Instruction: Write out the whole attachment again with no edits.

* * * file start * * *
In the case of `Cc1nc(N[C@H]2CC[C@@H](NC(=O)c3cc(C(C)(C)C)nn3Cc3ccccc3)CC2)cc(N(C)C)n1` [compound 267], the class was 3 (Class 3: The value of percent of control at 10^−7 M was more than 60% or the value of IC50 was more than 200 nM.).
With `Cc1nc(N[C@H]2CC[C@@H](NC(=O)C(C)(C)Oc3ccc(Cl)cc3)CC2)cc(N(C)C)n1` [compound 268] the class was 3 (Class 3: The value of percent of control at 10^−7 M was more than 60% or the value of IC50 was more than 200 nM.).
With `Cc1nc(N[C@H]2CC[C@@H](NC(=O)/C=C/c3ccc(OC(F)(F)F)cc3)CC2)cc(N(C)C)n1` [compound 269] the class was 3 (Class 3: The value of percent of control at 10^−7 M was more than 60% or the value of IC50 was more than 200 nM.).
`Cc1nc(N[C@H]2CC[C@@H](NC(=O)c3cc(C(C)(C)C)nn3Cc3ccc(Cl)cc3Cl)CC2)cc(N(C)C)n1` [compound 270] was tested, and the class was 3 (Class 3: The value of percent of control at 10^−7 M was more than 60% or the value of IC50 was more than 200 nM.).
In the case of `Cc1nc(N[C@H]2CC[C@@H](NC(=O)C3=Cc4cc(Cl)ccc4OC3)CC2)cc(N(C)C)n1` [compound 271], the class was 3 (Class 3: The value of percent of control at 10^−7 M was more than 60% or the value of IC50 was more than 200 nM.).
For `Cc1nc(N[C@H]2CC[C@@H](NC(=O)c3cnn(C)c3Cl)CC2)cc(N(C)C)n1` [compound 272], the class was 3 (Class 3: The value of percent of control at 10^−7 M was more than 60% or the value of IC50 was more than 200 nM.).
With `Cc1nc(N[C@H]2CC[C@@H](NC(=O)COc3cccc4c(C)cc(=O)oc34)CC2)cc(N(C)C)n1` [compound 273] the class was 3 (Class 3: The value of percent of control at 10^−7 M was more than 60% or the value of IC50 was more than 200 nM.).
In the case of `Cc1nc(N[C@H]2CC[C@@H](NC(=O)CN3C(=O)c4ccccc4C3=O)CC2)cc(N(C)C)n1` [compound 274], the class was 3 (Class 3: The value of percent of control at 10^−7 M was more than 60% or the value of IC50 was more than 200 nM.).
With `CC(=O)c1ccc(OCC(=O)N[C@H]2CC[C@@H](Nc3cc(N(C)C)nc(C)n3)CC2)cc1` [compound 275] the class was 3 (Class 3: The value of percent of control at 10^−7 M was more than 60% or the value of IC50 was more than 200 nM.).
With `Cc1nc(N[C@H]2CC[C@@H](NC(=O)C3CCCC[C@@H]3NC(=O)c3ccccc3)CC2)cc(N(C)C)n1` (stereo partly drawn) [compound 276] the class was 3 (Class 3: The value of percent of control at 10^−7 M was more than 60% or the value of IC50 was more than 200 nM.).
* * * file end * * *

In the case of `Cc1nc(N[C@H]2CC[C@@H](NC(=O)c3cc(C(C)(C)C)nn3Cc3ccccc3)CC2)cc(N(C)C)n1` [compound 267], the class was 3 (Class 3: The value of percent of control at 10^−7 M was more than 60% or the value of IC50 was more than 200 nM.).
With `Cc1nc(N[C@H]2CC[C@@H](NC(=O)C(C)(C)Oc3ccc(Cl)cc3)CC2)cc(N(C)C)n1` [compound 268] the class was 3 (Class 3: The value of percent of control at 10^−7 M was more than 60% or the value of IC50 was more than 200 nM.).
With `Cc1nc(N[C@H]2CC[C@@H](NC(=O)/C=C/c3ccc(OC(F)(F)F)cc3)CC2)cc(N(C)C)n1` [compound 269] the class was 3 (Class 3: The value of percent of control at 10^−7 M was more than 60% or the value of IC50 was more than 200 nM.).
`Cc1nc(N[C@H]2CC[C@@H](NC(=O)c3cc(C(C)(C)C)nn3Cc3ccc(Cl)cc3Cl)CC2)cc(N(C)C)n1` [compound 270] was tested, and the class was 3 (Class 3: The value of percent of control at 10^−7 M was more than 60% or the value of IC50 was more than 200 nM.).
In the case of `Cc1nc(N[C@H]2CC[C@@H](NC(=O)C3=Cc4cc(Cl)ccc4OC3)CC2)cc(N(C)C)n1` [compound 271], the class was 3 (Class 3: The value of percent of control at 10^−7 M was more than 60% or the value of IC50 was more than 200 nM.).
For `Cc1nc(N[C@H]2CC[C@@H](NC(=O)c3cnn(C)c3Cl)CC2)cc(N(C)C)n1` [compound 272], the class was 3 (Class 3: The value of percent of control at 10^−7 M was more than 60% or the value of IC50 was more than 200 nM.).
With `Cc1nc(N[C@H]2CC[C@@H](NC(=O)COc3cccc4c(C)cc(=O)oc34)CC2)cc(N(C)C)n1` [compound 273] the class was 3 (Class 3: The value of percent of control at 10^−7 M was more than 60% or the value of IC50 was more than 200 nM.).
In the case of `Cc1nc(N[C@H]2CC[C@@H](NC(=O)CN3C(=O)c4ccccc4C3=O)CC2)cc(N(C)C)n1` [compound 274], the class was 3 (Class 3: The value of percent of control at 10^−7 M was more than 60% or the value of IC50 was more than 200 nM.).
With `CC(=O)c1ccc(OCC(=O)N[C@H]2CC[C@@H](Nc3cc(N(C)C)nc(C)n3)CC2)cc1` [compound 275] the class was 3 (Class 3: The value of percent of control at 10^−7 M was more than 60% or the value of IC50 was more than 200 nM.).
With `Cc1nc(N[C@H]2CC[C@@H](NC(=O)C3CCCC[C@@H]3NC(=O)c3ccccc3)CC2)cc(N(C)C)n1` (stereo partly drawn) [compound 276] the class was 3 (Class 3: The value of percent of control at 10^−7 M was more than 60% or the value of IC50 was more than 200 nM.).